Schools are expected to use a ‘graduated approach’ where they assess a child or young person’s needs, plan for how they will meet those needs, put strategies or interventions in place and then review the impact. This approach should continue in ‘cycles’ so that the strategies in place to meet a child or young person’s needs can be adapted or changed if needed to help the child or young person makes the best possible progress. Each cycle of the graduated approach would usually last for up to one school term (approximately three months). Families should be involved in this process and schools should seek families’ views about their child or young person’s progress.

All schools receive funding to support children with additional needs (known as the ‘notional budget’). It is up to schools to decide how to allocate this budget. Schools may decide to hire additional staff to support children or young people in their class(es), commission training for staff, purchase specialist services such as Speech and Language Therapy, Educational Psychology, Occupational Therapy or Counselling and Therapeutic Services. Children and young people may need to access one or more of these types of support during their time in school, either for a short period or over a longer period of time. The Graduated Response Tables help schools to use their notional budget effectively by describing the best practice for supporting children and young people with different types of needs.

What is the Exceptional Needs Grant Pilot (ENG)

In January 2024, we launched the Exceptional Needs Grant Pilot where we provide Lambeth mainstream Primary and Secondary Schools with additional funding for individual children and young people with exceptional needs. These will be children with an ‘exceptional level of need’, who will require support over and above the school’s Ordinarily Available Provision. Schools can request additional funding through an ENG (Exceptional Needs Grant).

An ENG is only available for children who live in Lambeth, who attend a Lambeth school. This is a faster alternative to the EHC plans to ensure that those children and young people receive funding to help support them in their setting as quickly as possible.

Exceptional Needs Grant funding is streamlined to the lower levels of ‘banding’ within an EHC Plan. It can be used by schools to support  children and young people presenting with the same level of need as may have previously warranted an application for EHC needs assessment. Both an ENG and EHCP can stay in place for as long as the evidence shows the additional interventions are needed. Both are for children with exceptional needs.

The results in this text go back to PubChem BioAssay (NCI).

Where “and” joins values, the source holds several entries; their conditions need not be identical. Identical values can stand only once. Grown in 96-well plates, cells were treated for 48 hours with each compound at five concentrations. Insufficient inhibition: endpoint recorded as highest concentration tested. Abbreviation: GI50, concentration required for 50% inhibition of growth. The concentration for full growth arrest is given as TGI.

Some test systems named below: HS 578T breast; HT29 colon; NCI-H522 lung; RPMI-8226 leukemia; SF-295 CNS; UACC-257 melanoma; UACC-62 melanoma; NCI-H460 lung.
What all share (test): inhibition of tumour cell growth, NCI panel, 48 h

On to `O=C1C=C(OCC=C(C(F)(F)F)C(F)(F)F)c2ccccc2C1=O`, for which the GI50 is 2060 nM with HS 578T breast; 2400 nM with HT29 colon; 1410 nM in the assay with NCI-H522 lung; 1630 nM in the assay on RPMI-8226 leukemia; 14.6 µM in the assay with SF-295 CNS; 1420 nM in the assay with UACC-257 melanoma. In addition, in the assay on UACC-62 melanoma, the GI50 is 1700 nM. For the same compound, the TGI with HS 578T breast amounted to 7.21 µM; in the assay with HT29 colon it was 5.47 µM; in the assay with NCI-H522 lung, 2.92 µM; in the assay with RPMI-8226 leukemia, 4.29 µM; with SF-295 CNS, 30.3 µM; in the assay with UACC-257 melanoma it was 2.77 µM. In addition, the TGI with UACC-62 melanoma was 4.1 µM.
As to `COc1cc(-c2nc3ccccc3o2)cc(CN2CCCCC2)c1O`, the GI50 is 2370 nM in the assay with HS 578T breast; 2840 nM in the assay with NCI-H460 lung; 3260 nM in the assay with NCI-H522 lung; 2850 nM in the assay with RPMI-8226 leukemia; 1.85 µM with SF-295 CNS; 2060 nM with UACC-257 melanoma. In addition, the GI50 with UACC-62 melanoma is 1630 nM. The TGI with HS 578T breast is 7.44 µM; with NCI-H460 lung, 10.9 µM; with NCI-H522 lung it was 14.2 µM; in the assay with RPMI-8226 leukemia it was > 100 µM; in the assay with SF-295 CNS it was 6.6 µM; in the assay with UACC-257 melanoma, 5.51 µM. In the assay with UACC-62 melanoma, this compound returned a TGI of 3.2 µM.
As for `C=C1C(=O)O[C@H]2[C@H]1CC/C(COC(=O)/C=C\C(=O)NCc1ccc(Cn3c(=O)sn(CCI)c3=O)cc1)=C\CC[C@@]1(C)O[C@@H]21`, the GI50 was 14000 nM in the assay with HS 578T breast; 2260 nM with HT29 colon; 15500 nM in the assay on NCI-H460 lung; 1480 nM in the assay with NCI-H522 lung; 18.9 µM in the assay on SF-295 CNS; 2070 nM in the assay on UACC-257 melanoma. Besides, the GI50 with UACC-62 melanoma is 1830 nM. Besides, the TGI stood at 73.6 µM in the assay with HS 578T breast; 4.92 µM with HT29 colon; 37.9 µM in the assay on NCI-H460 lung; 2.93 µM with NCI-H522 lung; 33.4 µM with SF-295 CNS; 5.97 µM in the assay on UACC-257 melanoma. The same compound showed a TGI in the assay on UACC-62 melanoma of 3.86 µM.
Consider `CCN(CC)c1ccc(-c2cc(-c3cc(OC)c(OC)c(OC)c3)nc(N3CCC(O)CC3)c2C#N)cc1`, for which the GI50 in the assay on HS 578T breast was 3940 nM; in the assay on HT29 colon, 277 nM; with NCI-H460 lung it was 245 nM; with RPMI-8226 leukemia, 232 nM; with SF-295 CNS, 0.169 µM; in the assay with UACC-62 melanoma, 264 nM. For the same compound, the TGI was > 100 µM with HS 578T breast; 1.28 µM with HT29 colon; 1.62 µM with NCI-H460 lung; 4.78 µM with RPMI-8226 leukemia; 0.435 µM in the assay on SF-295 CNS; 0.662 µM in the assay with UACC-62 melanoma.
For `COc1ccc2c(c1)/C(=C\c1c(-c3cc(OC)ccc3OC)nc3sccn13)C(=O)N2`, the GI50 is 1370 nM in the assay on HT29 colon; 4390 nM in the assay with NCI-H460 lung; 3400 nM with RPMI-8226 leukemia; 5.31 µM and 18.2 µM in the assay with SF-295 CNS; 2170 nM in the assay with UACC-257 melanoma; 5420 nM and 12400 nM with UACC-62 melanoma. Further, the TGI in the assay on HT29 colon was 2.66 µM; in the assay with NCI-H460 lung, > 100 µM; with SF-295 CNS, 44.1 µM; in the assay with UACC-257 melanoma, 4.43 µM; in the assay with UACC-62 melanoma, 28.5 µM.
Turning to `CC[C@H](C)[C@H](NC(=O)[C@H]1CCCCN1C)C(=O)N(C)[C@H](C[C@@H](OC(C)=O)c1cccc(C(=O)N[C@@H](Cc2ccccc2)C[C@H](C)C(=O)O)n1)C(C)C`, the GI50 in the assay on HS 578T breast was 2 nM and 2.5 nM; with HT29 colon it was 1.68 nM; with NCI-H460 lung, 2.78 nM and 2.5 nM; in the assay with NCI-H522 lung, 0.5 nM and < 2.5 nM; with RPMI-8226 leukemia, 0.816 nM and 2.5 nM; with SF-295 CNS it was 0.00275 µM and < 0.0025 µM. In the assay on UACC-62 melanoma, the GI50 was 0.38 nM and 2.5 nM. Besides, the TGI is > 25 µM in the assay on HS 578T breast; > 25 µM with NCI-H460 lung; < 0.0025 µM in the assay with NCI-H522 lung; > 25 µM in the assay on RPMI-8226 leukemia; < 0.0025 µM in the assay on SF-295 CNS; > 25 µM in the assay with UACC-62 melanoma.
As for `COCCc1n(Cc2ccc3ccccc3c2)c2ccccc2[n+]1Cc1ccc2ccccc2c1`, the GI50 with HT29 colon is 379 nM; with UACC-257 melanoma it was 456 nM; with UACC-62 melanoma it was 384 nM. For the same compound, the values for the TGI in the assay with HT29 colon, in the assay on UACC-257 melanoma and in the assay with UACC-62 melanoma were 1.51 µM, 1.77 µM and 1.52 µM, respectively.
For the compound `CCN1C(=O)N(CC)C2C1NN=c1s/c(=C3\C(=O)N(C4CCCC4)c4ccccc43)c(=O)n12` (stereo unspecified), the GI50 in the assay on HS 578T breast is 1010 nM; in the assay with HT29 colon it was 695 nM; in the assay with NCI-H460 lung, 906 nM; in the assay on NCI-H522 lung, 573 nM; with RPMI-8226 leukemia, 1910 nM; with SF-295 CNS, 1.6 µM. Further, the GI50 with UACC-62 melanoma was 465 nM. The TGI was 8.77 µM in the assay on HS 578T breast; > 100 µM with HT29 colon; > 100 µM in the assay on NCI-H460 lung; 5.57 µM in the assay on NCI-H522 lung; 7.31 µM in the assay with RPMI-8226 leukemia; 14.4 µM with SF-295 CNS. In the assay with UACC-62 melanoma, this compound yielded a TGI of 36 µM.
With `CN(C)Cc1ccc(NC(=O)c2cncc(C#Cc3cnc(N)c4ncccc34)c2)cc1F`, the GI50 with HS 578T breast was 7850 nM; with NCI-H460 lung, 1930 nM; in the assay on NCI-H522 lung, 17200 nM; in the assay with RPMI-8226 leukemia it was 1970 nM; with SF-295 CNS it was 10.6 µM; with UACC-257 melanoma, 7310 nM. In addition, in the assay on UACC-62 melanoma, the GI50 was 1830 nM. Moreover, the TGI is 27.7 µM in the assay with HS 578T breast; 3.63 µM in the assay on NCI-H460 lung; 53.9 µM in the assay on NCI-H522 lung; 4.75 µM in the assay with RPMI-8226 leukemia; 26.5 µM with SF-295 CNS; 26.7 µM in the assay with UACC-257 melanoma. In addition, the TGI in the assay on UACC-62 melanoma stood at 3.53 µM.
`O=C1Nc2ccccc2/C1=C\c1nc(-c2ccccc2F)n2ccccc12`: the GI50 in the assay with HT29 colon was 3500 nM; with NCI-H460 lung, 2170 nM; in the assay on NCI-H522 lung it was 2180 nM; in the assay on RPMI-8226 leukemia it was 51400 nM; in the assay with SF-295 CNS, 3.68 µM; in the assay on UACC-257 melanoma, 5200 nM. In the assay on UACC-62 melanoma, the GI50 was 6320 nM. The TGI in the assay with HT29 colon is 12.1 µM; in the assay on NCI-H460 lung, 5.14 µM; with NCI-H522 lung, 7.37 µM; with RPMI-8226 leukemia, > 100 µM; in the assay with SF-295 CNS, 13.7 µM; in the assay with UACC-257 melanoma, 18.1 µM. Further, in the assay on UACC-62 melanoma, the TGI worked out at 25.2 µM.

The ENG arrangements do not in any way impact the right of schools and parents / carers to request an EHC Needs Assessment. 

What if a child or young person needs an EHC Plan? 

An Education, Health and Care (EHC) Plan is for children and young people who have higher level special educational needs that will need significant support over a longer period of time. 

Most needs can be supported using the money schools and colleges already have, or through the Exceptional Needs Grant. 

If the schools puts in place SEND support and progress remains below age expected or significant barriers to learning remain then an  education, health and care (EHC) assessment should be requested.

Find out more about applying for an Education Health Care Plan


Children and young people with SEND are statistically at higher risk of exclusion than their peers. Schools are required to take SEND into account when considering exclusion. Also, the SEND Code of Practice states that: 

 "Schools have a duty to arrange suitable, full-time education from the sixth day of a fixed period exclusion. Suitable education means efficient education suitable to a child’s age, ability and aptitude and to any SEN the child may have." 

For further information about exclusions, visit the schools and education pages. You can also get free, confidential and impartial support from Lambeth Information, Advice and Support Service (LIAS)

Schools can also access support via the Lambeth Gateway portal and our outreach teams will be able to provide professional support and Exceptional Needs Grant funding to support children and young people at risk of exclusion.

Post-16 SEND support 

All mainstream sixth forms, sixth form colleges and FE (further education) colleges also get extra funding to support SEND.  

Colleges should work with schools to help young people with SEND prepare to make the move into post-16 education. The young person should get the same type of support as in school and the college should continue  supporting and monitoring progress.  

What if a child or young person is ill? 

All children and young people under 16 should be getting full-time education. Between 16 and 18, they should be in education, apprenticeship or training at least part-time. 

If a child can’t go to school because they’re ill, schools should make sure they still get education the first few weeks. 

If they're ill for more than 15 days, or aren’t getting help from a school, we can help. 

Education out of school might be:

  • teaching at home
  • a hospital school 
  • a ‘virtual’ school 

or, a mix of these depending on their needs. 

FE Colleges have different rules. Parents, carers or professionals should check with the college to see how they will support a young person who is ill. 

How to get support for an ill child or young person 

If a child or young person is too ill to go to school or college for more than 15 days, a parents, carer or professional should talk to their teacher, the SENDCO, or Student Support at college. 

Going back to school or college 

Children who’ve been away from school or college for a while might need help go back. Ask the school or college about how they will help. 

We can work with parents and carers, the child, and the school or college to plan the return and agree what help might be needed.